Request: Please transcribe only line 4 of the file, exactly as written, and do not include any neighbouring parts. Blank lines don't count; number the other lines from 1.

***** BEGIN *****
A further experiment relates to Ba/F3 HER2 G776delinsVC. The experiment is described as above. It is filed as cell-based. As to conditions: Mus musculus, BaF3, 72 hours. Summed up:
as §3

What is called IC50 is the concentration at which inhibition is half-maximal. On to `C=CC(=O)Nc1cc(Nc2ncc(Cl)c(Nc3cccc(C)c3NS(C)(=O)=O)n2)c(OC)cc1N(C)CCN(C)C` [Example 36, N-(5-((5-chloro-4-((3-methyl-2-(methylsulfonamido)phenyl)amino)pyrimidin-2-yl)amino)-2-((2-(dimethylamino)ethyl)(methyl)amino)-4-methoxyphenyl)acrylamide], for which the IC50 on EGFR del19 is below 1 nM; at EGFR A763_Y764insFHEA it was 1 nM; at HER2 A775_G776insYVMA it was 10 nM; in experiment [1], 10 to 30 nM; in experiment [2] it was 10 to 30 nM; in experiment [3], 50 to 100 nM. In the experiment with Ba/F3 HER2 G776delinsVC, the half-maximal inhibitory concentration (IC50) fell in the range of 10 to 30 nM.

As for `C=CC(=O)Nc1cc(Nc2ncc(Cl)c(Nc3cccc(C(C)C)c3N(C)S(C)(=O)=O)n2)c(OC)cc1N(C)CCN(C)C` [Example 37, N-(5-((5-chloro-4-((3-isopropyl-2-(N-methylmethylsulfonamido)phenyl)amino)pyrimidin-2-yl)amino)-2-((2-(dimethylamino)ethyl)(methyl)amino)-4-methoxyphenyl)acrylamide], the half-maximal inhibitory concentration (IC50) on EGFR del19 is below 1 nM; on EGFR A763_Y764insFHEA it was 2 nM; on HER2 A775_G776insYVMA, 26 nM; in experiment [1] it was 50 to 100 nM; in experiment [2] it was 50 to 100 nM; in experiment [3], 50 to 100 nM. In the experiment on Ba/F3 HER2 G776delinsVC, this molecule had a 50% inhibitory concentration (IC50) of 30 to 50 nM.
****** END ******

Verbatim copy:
As for `C=CC(=O)Nc1cc(Nc2ncc(Cl)c(Nc3cccc(C(C)C)c3N(C)S(C)(=O)=O)n2)c(OC)cc1N(C)CCN(C)C` [Example 37, N-(5-((5-chloro-4-((3-isopropyl-2-(N-methylmethylsulfonamido)phenyl)amino)pyrimidin-2-yl)amino)-2-((2-(dimethylamino)ethyl)(methyl)amino)-4-methoxyphenyl)acrylamide], the half-maximal inhibitory concentration (IC50) on EGFR del19 is below 1 nM; on EGFR A763_Y764insFHEA it was 2 nM; on HER2 A775_G776insYVMA, 26 nM; in experiment [1] it was 50 to 100 nM; in experiment [2] it was 50 to 100 nM; in experiment [3], 50 to 100 nM. In the experiment on Ba/F3 HER2 G776delinsVC, this molecule had a 50% inhibitory concentration (IC50) of 30 to 50 nM.